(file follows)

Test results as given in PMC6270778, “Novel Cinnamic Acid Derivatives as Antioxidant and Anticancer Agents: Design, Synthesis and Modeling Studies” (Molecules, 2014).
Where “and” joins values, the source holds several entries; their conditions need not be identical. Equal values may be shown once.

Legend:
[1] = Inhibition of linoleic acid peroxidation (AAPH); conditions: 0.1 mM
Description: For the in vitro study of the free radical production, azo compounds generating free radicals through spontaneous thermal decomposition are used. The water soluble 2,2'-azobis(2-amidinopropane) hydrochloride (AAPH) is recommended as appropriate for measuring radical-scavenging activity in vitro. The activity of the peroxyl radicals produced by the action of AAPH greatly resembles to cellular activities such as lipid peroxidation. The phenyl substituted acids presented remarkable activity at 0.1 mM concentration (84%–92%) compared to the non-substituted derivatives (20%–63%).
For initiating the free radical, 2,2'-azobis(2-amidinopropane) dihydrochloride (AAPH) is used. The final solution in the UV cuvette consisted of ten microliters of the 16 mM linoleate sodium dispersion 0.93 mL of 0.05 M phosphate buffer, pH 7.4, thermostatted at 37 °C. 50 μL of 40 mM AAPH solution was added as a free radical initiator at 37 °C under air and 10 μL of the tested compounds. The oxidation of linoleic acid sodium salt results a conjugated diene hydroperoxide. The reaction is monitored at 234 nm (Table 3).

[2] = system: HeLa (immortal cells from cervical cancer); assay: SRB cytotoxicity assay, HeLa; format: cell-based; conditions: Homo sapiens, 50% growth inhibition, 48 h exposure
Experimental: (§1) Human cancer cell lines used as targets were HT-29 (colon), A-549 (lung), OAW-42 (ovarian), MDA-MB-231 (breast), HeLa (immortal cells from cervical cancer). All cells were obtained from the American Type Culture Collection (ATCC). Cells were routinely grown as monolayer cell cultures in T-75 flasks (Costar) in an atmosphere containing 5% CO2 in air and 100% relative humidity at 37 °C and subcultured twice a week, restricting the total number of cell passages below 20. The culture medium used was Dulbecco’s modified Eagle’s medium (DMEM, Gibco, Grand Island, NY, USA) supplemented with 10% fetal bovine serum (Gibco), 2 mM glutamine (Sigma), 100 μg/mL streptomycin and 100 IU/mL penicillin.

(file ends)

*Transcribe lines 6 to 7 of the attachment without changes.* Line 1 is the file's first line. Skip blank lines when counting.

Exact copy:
For initiating the free radical, 2,2'-azobis(2-amidinopropane) dihydrochloride (AAPH) is used. The final solution in the UV cuvette consisted of ten microliters of the 16 mM linoleate sodium dispersion 0.93 mL of 0.05 M phosphate buffer, pH 7.4, thermostatted at 37 °C. 50 μL of 40 mM AAPH solution was added as a free radical initiator at 37 °C under air and 10 μL of the tested compounds. The oxidation of linoleic acid sodium salt results a conjugated diene hydroperoxide. The reaction is monitored at 234 nm (Table 3).

[2] = system: HeLa (immortal cells from cervical cancer); assay: SRB cytotoxicity assay, HeLa; format: cell-based; conditions: Homo sapiens, 50% growth inhibition, 48 h exposure